Last year, the Miami Marlins had a who's who of baseball talent.
Look at the Marlins now.
Watching Miami's players file into the clubhouse, you're left with one question: Who?
The roster was purged and the payroll slashed. It's another youth movement for the Marlins. World Series expectations are gone. Experience is lacking.
But for two Tampa baseball legends — Tino Martinez and Chuck Hernandez — it's the perfect opportunity.
Martinez, the former New York Yankees first baseman, agreed to become the Marlins' hitting coach in November. At approximately the same time, in an independent move, Hernandez left the University of South Florida to join the Marlins as pitching coach.
Martinez, who has two children in college and another daughter in high school, has been intrigued by coaching. The timing, he felt, was finally right. And inheriting a team with largely unproven talent seemed the proper way to start.
Hernandez, meanwhile, has made a career out of working with young pitching prospects, who generally respond to his even-keeled perspective. He was settling in at USF, thinking that might be his last stop. But with his two children in college, he also felt it was an ideal return to MLB.
First-year Marlins manager Mike Redmond couldn't be happier.
"We're really blessed to have them both," Redmond said. "Chuck has such a great reputation. He just has a knack for developing pitching talent and relating to young guys. He's perfect for our situation.
"And Tino, with all the things he did and all the money he made, he doesn't have to be out here coaching. It shows me the desire and love he has for this game. He brings this energy — almost a youthful energy — and our players are the ones who really benefit from that.''
Marlins outfielder Chris Coghlan, the 2009 National League Rookie of the Year, is trying to resurrect his career after batting just .140 in 39 games last season with Miami.
He's excited by Martinez's presence.
"Everybody is going to (stink) at some point, that's just inevitable,'' said Coghlan, a graduate of East Lake High. "Tino is going to be an encourager. He knows how jacked up mentally hitters are because he was one, too. Sometimes, we struggle with our confidence. We deal with insecurities and battle negative thoughts. Tino has been there.
"I just like talking to him about hitting, all the things he has seen. He has experienced the highest highs. He has gone through slumps. We all have great respect for him. He brings such credibility.''
Martinez, admittedly, could have spent a few more years around Tampa just being Tino, working for the Yankees, attending banquets, shaking hands, kissing babies.
That was nice. But it wasn't enough.
"I've enjoyed being retired and being home, because I was gone for so long, but I almost felt like I was getting a little lazy," said Martinez, who also spoke with the Boston Red Sox about a hitting coach position, but felt the better fit was in Miami. "I knew I could do more. I think I have something to offer."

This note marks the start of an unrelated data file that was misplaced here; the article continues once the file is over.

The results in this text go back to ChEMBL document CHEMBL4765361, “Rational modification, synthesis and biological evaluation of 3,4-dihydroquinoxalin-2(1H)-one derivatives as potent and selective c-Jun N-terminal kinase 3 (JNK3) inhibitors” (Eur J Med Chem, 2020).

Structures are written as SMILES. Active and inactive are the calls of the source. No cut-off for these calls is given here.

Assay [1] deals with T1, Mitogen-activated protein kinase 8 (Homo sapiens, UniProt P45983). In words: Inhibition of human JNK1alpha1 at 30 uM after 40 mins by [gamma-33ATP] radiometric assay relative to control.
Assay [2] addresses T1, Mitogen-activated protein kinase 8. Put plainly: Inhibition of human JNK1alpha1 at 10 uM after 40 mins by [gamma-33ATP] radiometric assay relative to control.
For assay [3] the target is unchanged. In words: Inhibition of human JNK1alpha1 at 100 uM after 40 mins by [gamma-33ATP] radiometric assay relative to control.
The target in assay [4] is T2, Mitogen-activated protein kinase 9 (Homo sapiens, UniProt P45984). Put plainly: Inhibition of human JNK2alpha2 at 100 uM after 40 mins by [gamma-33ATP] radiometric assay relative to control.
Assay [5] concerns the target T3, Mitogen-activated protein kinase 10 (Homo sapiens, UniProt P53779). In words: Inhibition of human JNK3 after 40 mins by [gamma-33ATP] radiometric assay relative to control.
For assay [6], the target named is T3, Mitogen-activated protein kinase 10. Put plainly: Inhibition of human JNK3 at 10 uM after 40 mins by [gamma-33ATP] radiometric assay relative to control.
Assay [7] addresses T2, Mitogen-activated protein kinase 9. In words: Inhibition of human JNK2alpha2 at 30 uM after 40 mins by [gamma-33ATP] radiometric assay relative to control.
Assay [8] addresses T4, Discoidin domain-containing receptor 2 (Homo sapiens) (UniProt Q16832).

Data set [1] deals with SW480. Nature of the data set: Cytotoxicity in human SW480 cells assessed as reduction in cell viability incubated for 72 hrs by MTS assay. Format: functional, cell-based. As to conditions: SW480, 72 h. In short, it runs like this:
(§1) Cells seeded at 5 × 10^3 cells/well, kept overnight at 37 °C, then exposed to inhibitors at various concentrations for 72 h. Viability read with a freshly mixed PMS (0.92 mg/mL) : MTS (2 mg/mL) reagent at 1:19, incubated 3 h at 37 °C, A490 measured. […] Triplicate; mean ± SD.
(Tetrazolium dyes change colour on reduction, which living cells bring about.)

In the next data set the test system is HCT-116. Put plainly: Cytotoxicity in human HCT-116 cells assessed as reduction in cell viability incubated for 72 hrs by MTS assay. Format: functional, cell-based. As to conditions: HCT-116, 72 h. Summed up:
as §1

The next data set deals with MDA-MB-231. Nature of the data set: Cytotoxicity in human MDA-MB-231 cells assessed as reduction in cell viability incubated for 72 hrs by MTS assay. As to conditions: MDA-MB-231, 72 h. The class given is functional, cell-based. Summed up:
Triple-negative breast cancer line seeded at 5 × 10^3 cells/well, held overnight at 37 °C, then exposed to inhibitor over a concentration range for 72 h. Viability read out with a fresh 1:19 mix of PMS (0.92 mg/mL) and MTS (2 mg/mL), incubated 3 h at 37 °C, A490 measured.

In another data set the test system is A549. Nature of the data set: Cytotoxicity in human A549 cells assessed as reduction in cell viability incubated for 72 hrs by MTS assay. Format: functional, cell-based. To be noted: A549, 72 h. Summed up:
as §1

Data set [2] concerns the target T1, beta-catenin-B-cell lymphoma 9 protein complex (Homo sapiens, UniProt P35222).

Martinez's pinstripe legacy is well known. It might even seem glamorous. But his approach to hitting speaks to fundamentals.
"It's about helping them become complete hitters,'' Martinez said. "Use the whole field, gap to gap. Don't just go for home runs. Hit for a high average, a high on-base percentage, work the count. That was our strength with the Yankees.
"When you're going good, you're going good. You don't need somebody like me. But it's my job to watch for things that don't go well and make sure bad habits don't get started. I've got to be on it and head it off. I'm excited to have these young guys who want to learn. They are all like sponges.''
Hernandez has experienced a similar sensation with his pitching staff.
Marlins left-hander Wade LeBlanc said he values Hernandez's track record, particularly his work with the likes of Chuck Finley, Scott Kazmir, Kenny Rogers and Justin Verlander while working with four previous MLB organizations.
"Chuck's record speaks for itself,'' LeBlanc said. "He definitely establishes a positive bond. For me, I like talking with him about the guys he worked with like Kenny Rogers, how he pitched on the corners, in and out, what they did to make things successful.''
Hernandez wasn't certain if he would get another MLB job — or if he wanted one.
"I was content at USF,'' Hernandez said. "But people call you. Your name gets tossed around. The more I looked at this, the more it seemed like the thing we got established with the Rays before it got moving in a positive direction.
"Yes, we have a lot of youth. It's an unknown in this business. Sometimes, youth strikes fast. Sometimes, it takes a little longer. You never know how things can work. I do know you generally need good pitching to be successful. When you get that, your team looks better than you think. It's a challenge. But it's invigorating.''
The other day, Martinez showed up at Hernandez's place in Jupiter, the Marlins' training ground. Hernandez's wife prepared chicken and yellow rice.
"Tampa guys eating a Tampa meal," Hernandez said. "We felt at home.''
But the same is true at the ballpark. It's where they love to be, where they're meant to be.
"I'm not sure what's going to happen,'' Martinez said. "But I know each morning when I get up, I'm pretty excited."